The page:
Re: Re: well what about the developments popping up in the shannonside ?
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It’s actually worse – it’s far bigger. It will suck all the pedestrians off the surrounding streets via it’s two entrances. Most who arrive by car will never set a foot on the city streets at all – they will use the footbridge. Patrick Street and Ellen Street will be dead zones in the city. I don’t know how old you are but I’ve seen this happen before]
jimg, I would have to disagree with you over the “before and aftermath” of the Arthur’s Quay S.C. on Patrick Street.
This is how I remember Patrick Street and Rutland Street some 15 years before Arthur’s Quay S.C. was built. The street was sadly very run down then, take for example Ormstrong’s Supermarket at the corner of Patrick / Ellen Street which was probably the biggest shop on the street at the time, it had only a trickle of customers entering it. Retail was very quiet on the street in the late seventies, even the old Town Hall looked pretty drab inside.
Rutland & Patrick Street (1971)
Rutland Street (1971)
Demolished buildings Patrick Street (1971)
In my opinion there were two positive results of the Arthur’s Quay S.C. back in the 80’s
1. A new open space (public park) was created by the transfer of the surface car park to the Multi-storey car park.
2. It drew back shoppers to Patrick Street, it helped to rejuvenate the area and stopped the decline of this part of the town. Take for example Tony Connolly’s Menswear, he has since expanded to three shop fronts which are incidentally all Georgian buildings.
Arthur’s Quay Park
I personally don’t like the Arthur’s Quay S.C. building, but it reflects it’s main function as a multi-storey car park and I’m definitely not saying that it is better than what it was!
Your probably right when you say that
large modern retail units facing onto regenerated streets containing restored historic stock complementing the existing smaller outlets and promoting cafes and pubs and the sense of being in a city rather than visiting another souless, windowless, characterless shopping centre where you could be anywhere and which will never offer anything more than what is available in its suburban counterparts.
Alas the three prime sites of Limerick’s department stores (Brown Thomas, Roche’s and Penney’s) are not exciting people to shop in the city centre anymore. I don’t see the proposed Opera shopping centre to be negative for the commercial city centre. Quite the opposite it will counter weight the other developments taking place outside the city boundaries e.g. Coonagh S.C. Cresent S.C. etc, etc. With the pedestrianization of the city streets, the city centre will be in a position to offer a choice i.e. with good weather shopping outdoors on Bedford row etc, etc. or on bad days in the Opera Shopping Centre. I think there’s enough trade for both. Main thing the commercial heart of Limerick city remains in the city centre and not in the suburbs.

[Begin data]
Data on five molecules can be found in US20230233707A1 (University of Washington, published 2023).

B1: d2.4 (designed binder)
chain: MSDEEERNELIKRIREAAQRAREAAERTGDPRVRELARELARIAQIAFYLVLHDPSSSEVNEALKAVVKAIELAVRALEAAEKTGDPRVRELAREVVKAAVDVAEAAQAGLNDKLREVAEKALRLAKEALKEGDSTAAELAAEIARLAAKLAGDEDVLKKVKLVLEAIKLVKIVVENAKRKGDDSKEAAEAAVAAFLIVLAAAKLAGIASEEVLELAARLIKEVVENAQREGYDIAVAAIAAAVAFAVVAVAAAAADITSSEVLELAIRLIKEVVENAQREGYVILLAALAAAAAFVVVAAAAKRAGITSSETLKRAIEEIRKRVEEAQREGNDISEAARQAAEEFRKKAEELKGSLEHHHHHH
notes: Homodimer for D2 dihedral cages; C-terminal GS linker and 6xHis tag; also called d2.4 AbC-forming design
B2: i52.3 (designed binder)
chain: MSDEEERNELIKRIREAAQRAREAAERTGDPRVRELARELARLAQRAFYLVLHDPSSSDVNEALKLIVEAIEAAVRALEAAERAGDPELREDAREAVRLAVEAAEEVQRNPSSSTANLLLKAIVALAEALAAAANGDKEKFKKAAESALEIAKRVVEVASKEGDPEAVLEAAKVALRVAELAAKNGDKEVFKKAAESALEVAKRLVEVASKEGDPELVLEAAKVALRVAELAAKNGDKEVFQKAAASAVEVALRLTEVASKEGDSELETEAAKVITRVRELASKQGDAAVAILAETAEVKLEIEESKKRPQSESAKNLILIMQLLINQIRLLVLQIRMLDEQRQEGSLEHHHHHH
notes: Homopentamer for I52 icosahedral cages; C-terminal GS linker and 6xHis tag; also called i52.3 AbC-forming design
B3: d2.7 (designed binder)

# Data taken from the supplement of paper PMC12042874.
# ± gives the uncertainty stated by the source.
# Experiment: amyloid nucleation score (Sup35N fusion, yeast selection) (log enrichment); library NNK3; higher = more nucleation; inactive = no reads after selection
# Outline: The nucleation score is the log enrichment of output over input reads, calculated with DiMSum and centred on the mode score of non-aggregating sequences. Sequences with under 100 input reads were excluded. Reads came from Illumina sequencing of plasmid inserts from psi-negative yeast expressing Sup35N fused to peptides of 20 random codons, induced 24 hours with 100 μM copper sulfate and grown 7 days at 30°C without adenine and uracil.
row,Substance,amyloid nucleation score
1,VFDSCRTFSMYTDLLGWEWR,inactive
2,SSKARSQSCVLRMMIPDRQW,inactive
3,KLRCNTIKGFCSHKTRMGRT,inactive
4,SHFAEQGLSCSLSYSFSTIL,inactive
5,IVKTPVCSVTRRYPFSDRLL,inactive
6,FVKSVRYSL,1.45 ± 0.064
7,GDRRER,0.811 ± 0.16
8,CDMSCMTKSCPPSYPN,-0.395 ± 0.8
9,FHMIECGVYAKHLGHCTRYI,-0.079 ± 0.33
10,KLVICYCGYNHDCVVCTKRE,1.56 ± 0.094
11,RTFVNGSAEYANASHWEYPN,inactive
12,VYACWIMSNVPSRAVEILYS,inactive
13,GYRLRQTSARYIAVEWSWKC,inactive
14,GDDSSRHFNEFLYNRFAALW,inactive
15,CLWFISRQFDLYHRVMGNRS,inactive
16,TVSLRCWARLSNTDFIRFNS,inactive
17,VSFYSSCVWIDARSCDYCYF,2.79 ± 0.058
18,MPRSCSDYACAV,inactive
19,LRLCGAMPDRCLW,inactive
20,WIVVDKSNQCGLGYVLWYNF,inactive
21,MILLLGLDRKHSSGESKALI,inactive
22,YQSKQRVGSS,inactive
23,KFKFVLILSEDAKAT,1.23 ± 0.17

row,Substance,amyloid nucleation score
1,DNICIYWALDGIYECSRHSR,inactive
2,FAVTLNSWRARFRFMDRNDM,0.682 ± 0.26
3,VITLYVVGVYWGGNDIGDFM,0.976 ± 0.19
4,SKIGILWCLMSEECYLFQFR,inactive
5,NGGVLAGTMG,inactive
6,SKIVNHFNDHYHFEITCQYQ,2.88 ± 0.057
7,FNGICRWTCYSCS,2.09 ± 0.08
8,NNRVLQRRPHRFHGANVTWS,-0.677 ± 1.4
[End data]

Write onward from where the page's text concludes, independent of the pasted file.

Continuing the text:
In the past there was the argument that the country couldn’t afford to maintain historic buildings. This is no longer the case; the remaining Georgians on Patrick Street and the other historical stock in that block should be restored; they would look stunning. Using their retained fascades to contain service corridoors is worse than full demolition and replacement with modern stock, in my opinion.
Do our Georgian buildings need an internal overhaul to fulfil their multi functions for today’s Commercial, Retail, Office and living accommodation? For example I dropped by on a friend of mine who works in an office on the third floor of a Georgian building on O’Connell Street. The ground floor is a very busy restaurant. It struck me how inadequate the building was for it’s use as an office. The rooms were small in size. The staircase and floors were still the original wooden ones which lead to me to enquire about the availability of a fire escape in the building, which there was but only through the rear rooms of the building. The toilets were extended out from the stairway windows, which meant there was no natural light within the house itself and the air was quite stuffy. The interior of the building was disappointing! It would make an interesting survey for the Limerick Civic Trust if they were allowed to take stock of all the Georgian buildings in the city to ascertain the heritage qualities of their present state. It could be used as a basis to encourage the owners of these buildings to conserve them, maybe with a tax incentive sweetner?